The appellants next contend the employee=s wages at K-Mart of $7.25 per hour for 20 to 30 hours per week do not represent her earning capacity. The appellants assert, first, the cashiering job at K-Mart was beyond the employee=s restrictions and second, the wage was too low given the employee=s restrictions and transferrable skills. Accordingly, the appellants contend the award of temporary partial disability benefits was clearly erroneous and must be reversed.
In his September 14, 2005, report, Dr. Elkin assigned a lifting restriction of no more than five pounds with the employee=s left arm. Mr. Kahnke testified the employee=s K-Mart job requires repetitive movement and occasional lifting of over five pounds with her left arm. Accordingly, the appellants contend the employee=s K-Mart job exceeds her restrictions requiring a reversal of the temporary partial disability benefit award. We disagree. The employee=s QRC, Kurt Lidke, felt the K-Mart job was appropriate. The employee testified that, in general, she is able to perform the job. The fact that the employee may occasionally exceed her restrictions at the job does not compel a determination that the job is not an accurate reflection of the employee=s earning capacity.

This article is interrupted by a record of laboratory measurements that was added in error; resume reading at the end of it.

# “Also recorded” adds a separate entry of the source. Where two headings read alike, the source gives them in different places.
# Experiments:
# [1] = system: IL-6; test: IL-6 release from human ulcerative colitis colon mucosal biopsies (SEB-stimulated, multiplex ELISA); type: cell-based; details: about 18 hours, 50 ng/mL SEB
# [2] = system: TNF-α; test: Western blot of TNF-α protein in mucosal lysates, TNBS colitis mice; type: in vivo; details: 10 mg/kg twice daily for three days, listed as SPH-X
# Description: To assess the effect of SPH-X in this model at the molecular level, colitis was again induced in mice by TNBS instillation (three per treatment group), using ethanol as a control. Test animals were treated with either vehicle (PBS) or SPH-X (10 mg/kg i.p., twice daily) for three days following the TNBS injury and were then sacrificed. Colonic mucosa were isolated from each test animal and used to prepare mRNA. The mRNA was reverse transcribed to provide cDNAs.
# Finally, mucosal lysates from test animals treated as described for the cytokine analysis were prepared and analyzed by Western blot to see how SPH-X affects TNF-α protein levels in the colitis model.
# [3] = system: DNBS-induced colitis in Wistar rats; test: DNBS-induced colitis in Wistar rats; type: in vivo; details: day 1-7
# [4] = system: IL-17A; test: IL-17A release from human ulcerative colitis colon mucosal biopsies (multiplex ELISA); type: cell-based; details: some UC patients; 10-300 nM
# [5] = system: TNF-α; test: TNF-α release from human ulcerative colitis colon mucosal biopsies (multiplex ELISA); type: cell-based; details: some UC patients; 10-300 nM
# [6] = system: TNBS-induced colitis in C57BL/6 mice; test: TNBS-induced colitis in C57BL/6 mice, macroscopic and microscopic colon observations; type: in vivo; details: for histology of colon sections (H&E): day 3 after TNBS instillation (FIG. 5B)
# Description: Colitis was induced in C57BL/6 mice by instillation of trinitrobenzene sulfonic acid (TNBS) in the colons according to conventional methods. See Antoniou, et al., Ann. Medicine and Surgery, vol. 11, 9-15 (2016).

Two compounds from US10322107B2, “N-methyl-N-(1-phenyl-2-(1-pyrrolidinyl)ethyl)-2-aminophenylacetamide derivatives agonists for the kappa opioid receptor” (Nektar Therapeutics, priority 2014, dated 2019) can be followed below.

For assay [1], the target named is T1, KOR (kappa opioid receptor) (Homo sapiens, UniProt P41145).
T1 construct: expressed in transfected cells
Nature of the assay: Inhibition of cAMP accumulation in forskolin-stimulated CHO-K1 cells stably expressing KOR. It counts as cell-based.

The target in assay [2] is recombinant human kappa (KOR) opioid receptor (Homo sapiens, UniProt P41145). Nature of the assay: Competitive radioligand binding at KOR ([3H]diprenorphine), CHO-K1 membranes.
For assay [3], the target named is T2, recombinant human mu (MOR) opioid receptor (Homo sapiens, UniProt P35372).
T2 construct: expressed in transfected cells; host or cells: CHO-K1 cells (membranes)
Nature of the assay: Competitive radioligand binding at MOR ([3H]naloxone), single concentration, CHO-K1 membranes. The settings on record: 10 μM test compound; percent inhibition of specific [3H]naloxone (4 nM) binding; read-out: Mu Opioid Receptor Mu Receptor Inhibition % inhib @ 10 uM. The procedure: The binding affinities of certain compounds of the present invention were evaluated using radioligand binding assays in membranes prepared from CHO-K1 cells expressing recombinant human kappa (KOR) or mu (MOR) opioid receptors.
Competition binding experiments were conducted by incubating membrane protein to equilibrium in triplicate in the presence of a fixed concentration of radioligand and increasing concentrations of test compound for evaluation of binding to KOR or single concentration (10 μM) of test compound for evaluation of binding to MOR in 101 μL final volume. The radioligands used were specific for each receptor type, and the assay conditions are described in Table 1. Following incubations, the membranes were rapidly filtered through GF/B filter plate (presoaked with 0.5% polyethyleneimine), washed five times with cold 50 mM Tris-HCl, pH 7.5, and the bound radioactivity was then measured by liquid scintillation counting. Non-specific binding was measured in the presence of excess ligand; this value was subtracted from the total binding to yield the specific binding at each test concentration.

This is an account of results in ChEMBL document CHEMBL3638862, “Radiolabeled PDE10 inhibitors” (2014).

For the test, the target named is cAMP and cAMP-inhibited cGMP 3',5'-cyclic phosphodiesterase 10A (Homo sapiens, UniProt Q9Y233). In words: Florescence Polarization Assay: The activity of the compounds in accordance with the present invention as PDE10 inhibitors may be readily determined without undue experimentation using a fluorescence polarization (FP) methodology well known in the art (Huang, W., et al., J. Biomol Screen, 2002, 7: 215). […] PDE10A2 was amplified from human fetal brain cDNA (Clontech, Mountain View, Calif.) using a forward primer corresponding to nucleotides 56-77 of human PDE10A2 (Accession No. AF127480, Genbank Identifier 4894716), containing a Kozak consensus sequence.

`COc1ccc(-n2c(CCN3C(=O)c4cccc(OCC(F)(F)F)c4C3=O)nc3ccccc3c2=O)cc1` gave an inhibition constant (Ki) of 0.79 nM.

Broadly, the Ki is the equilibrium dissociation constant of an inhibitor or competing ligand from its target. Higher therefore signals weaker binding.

The appellants next argue the employee=s wages at K-Mart are below her true earning capacity. Mr. Kahnke testified the employee was vocationally suited for general office or customer service type positions earning between $9 and $12 per hour. The employee discontinued her job search after obtaining the job at K-Mart. The appellants contend the employee is voluntarily underemployed and the award of temporary partial disability benefits should be reversed.
Actual concrete evidence of earnings creates a presumption of earning capacity. Roberts v. Motor Cargo, Inc., 258 Minn. 425, 104 N.W.2d 546, 21 W.C.D. 324 (1960). To establish an earning capacity different from the employee=s actual wages, an employer must show something more than a theoretical possibility of a position or a wage. Patterson v. Denny=s Restaurant, 42 W.C.D. 868 (Minn. 1989).
Initially, the employee=s position at K-Mart was temporary, but following a probationary period the employee=s job was made permanent. Mr. Lidke testified the employer worked with the employee to modify the job to accommodate her restrictions and allowed the employee to set the number of hours she wanted to work. This included, Mr. Lidke testified, the opportunity for the employee to cut back her hours if her symptoms flared up. Based upon these considerations, Mr. Lidke concluded the K-Mart job was appropriate for the employee.